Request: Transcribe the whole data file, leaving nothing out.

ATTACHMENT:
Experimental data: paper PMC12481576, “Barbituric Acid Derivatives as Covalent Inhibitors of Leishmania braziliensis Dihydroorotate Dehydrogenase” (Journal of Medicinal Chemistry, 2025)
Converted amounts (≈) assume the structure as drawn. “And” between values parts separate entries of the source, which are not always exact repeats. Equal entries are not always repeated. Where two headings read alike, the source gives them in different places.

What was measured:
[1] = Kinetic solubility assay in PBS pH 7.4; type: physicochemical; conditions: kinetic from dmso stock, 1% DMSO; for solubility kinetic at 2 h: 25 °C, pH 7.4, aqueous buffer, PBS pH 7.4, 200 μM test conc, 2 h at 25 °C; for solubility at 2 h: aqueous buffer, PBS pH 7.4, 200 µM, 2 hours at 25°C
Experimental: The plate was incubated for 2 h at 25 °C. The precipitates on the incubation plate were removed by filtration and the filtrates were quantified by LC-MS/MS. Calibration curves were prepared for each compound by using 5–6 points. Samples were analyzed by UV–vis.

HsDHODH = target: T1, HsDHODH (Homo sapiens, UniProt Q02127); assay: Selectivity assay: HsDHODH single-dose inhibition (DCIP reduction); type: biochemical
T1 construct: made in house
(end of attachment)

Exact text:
Experimental data: paper PMC12481576, “Barbituric Acid Derivatives as Covalent Inhibitors of Leishmania braziliensis Dihydroorotate Dehydrogenase” (Journal of Medicinal Chemistry, 2025)
Converted amounts (≈) assume the structure as drawn. “And” between values parts separate entries of the source, which are not always exact repeats. Equal entries are not always repeated. Where two headings read alike, the source gives them in different places.

What was measured:
[1] = Kinetic solubility assay in PBS pH 7.4; type: physicochemical; conditions: kinetic from dmso stock, 1% DMSO; for solubility kinetic at 2 h: 25 °C, pH 7.4, aqueous buffer, PBS pH 7.4, 200 μM test conc, 2 h at 25 °C; for solubility at 2 h: aqueous buffer, PBS pH 7.4, 200 µM, 2 hours at 25°C
Experimental: The plate was incubated for 2 h at 25 °C. The precipitates on the incubation plate were removed by filtration and the filtrates were quantified by LC-MS/MS. Calibration curves were prepared for each compound by using 5–6 points. Samples were analyzed by UV–vis.

HsDHODH = target: T1, HsDHODH (Homo sapiens, UniProt Q02127); assay: Selectivity assay: HsDHODH single-dose inhibition (DCIP reduction); type: biochemical
T1 construct: made in house